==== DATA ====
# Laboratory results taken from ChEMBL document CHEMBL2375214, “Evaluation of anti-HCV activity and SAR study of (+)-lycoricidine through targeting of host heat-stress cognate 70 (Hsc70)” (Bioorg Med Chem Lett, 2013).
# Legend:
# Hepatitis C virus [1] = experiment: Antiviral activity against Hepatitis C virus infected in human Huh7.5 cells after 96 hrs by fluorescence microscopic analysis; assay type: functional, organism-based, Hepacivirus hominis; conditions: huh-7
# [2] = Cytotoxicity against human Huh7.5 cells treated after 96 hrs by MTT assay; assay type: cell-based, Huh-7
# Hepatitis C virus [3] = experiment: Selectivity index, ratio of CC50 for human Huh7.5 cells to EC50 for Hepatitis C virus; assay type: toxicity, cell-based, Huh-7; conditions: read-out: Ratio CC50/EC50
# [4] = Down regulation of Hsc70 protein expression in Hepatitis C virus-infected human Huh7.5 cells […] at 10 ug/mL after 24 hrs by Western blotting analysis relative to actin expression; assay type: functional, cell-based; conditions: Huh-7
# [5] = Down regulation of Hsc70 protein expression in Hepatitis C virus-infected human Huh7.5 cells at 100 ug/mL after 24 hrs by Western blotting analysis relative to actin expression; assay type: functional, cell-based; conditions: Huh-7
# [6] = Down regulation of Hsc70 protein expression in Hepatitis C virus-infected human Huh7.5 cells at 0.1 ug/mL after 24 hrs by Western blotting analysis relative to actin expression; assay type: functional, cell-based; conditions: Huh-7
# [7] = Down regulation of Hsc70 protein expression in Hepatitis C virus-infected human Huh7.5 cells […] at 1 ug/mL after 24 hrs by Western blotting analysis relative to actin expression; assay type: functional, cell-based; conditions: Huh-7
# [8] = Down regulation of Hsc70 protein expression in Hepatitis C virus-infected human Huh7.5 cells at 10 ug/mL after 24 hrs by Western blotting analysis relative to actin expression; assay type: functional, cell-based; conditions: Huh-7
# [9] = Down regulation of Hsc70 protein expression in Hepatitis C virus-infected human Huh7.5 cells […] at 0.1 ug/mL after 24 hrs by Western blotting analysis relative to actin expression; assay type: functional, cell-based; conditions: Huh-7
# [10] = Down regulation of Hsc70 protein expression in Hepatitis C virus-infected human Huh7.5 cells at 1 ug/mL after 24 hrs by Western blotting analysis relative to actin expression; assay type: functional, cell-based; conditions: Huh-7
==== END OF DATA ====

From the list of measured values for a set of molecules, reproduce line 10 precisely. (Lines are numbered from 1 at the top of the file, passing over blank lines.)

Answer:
# [8] = Down regulation of Hsc70 protein expression in Hepatitis C virus-infected human Huh7.5 cells at 10 ug/mL after 24 hrs by Western blotting analysis relative to actin expression; assay type: functional, cell-based; conditions: Huh-7